Michelangelo’s first response to the majesty of classical Roman art is found in his larger-than-life statue of Bacchus the god of wine (1496-97; Bargello, Florence). In this, his first mature masterpiece, Michelangelo amplified the classical ideal of beauty in a sensual and compositionally complex rendering of the human form that echoes Donatello’s bronze David (c.1440-42; Bargello, Florence).

Michelangelo was above all a carver in marble whose ability to extract animate form from a block of stone remains unsurpassed. Two of his most famous statues, carved while he was in his twenties, movingly attest to his capabilities. The Pieta (1498- 1500; Saint Peter’s Basilica, Rome) epitomizes a grace and finish that are unmatched even in his later work. The suppleness of Christ’s naturalistically modeled torso is emphasized by the Virgin’s flowing drapery, by the serene features of the two youthful faces, and by the large pyramidal composition that rises to a natural apex at the head of the Mother of God.

The sweet tenderness of the Pieta gave way to power and monumentality in the marble David (1501-04; Accademia, Florence), a colossal (4.34-m/14.24-ft) evocation of athletic prowess and dynamic action. This marble giant was carved in Florence as a symbol of the proud independence of the Florentine republic, whose existence was being threatened by more powerful states. Depicted just before his historic battle with Goliath, David reveals a psychologically charged state of mind that is reflected in the contrapposto of his pose. In this heroic work Michelangelo successfully fused classical inspiration with Florentine humanism and enhanced this fusion through his own depiction of the male nude.

Julius II and the Sistine Ceiling

The remainder of Michelangelo’s career was largely controlled by his relationship with the papacy, and from 1505 to 1516 the Vatican became the focal point of his artistic endeavors. Initially called to Rome to sculpt an enormous tomb for Pope Julius II, Michelangelo completed only a fraction of the proposed sculptural program, including the magnificent Moses (c.1515; San Pietro in Vincoli, Rome) and the fascinating nude studies known as the Dying Slave and the Rebellious Slave (both c.1510-13; Louvre, Paris). A major reason for his inability to finish Julius’s tomb was the immense project he undertook (1508 -12) to execute on the ceiling of the Sistine Chapel, a pictorial cycle devoted to the biblical history of humanity.

Michelangelo’s organization of the Sistine ceiling frescoes represents perhaps the most complex composition in Western art. The space contains an intricate illusionistic architectural structure that serves as a frame for the disposition of the sculpturelike forms. Of the nine central narrative scenes illustrating events from the creation of the universe as told in Genesis, the most sublime scene is the Creation of Adam, in which Michelangelo’s new vision of human beauty, first articulated in the David, attains pictorial form. In the four years that it took to complete the ceiling, Michelangelo realized the full potential of the High Renaissance style; in the process, he changed the artistic vision of another great High Renaissance master, Raphael, and altered the course of Western art.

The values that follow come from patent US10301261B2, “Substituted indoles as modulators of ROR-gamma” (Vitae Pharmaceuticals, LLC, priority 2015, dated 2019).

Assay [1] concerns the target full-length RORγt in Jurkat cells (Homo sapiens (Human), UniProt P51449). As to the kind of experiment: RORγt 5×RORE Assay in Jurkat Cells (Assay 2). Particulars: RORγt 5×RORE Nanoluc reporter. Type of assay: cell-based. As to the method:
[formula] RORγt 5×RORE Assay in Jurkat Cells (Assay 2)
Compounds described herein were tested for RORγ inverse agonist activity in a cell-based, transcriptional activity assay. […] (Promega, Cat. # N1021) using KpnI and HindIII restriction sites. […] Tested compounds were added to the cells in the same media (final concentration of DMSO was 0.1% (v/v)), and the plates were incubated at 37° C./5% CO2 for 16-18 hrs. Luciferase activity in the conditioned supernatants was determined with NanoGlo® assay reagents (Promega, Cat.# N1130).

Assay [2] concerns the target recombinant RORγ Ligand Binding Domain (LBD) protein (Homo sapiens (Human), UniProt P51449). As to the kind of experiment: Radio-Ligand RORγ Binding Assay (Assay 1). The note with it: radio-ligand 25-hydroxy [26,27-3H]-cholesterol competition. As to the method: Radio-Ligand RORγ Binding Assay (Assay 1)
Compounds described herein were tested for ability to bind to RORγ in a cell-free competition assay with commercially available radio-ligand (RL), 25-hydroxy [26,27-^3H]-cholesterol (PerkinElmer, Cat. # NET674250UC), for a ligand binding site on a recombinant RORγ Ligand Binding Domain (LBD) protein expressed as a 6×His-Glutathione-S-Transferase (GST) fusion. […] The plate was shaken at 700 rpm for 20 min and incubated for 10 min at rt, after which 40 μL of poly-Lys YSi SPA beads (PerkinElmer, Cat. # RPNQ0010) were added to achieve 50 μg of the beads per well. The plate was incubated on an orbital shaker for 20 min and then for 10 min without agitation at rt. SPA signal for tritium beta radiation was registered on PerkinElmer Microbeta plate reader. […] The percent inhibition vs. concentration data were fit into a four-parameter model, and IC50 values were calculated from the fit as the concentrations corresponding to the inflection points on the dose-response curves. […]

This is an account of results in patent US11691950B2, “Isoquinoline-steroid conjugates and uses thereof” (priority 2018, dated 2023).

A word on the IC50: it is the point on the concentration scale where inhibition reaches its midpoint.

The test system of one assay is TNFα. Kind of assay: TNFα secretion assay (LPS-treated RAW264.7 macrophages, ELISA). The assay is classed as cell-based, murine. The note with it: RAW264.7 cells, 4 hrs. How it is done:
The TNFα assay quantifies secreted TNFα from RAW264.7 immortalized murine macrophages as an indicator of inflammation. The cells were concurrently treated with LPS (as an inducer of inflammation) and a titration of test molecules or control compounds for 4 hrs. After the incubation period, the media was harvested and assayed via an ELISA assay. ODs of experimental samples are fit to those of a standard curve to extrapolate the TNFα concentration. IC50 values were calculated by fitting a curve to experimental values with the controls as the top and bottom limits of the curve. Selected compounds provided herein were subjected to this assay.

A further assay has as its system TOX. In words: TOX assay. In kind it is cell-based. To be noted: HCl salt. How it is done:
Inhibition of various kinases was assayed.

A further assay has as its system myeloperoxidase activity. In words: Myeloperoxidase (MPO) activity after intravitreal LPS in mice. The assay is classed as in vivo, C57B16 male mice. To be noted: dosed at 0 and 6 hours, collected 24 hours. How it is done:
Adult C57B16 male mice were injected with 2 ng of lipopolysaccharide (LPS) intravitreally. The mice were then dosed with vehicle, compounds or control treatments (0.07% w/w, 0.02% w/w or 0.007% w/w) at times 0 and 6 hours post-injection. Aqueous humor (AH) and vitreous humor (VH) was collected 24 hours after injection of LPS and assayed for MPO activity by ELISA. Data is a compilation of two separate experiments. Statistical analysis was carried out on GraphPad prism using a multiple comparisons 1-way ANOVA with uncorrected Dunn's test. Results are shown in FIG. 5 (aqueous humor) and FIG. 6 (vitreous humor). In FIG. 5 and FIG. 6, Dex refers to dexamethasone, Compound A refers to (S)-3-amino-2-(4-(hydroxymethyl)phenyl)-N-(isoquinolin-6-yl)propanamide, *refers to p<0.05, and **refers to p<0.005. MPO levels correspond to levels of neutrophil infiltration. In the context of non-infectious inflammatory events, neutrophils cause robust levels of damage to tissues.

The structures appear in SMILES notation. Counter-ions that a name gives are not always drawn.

The supreme statements of the potential nobility of human beings expressed in the David and the Sistine ceiling frescoes gave way after 1520 to more complex, agitated, and ominous artistic creations. To a profoundly religious and humanistic Michelangelo the jolting breakup of the Roman church after 1517, the terrible sack of Rome by the troops of Holy Roman Emperor Charles V in 1527, and the final crushing of the Florentine Republic in 1530 came as disillusioning blows. A radical change in the artist’s outlook is apparent in the masterwork of his middle age, the architectural and sculptural program of the Medici Chapel in Florence (1519-34). The overall architectural scheme of the chapel owes a great debt to Filippo Brunelleschi’s nearby Old Sacristy, but the overwhelming effect of Michelangelo’s squeezed niches, crowded windows, and nonsupporting members is as subtle and disconcerting as the earlier design is clear and rationalistic. The statues atop the tombs of Lorenzo and Giuliano de’Medici retain the human dignity inherent in all of Michelangelo’s works, but they strike a new note of sorrow and poignancy. In the intense spirituality of its overall design and the disturbing power of forms such as the figure of Dawn on one of the tombs, the Medici Chapel signals a dramatic shift in Michelangelo’s outlook and style, which hereafter takes on the highly artificial ideals of beauty that played a key role in the development of Mannerism.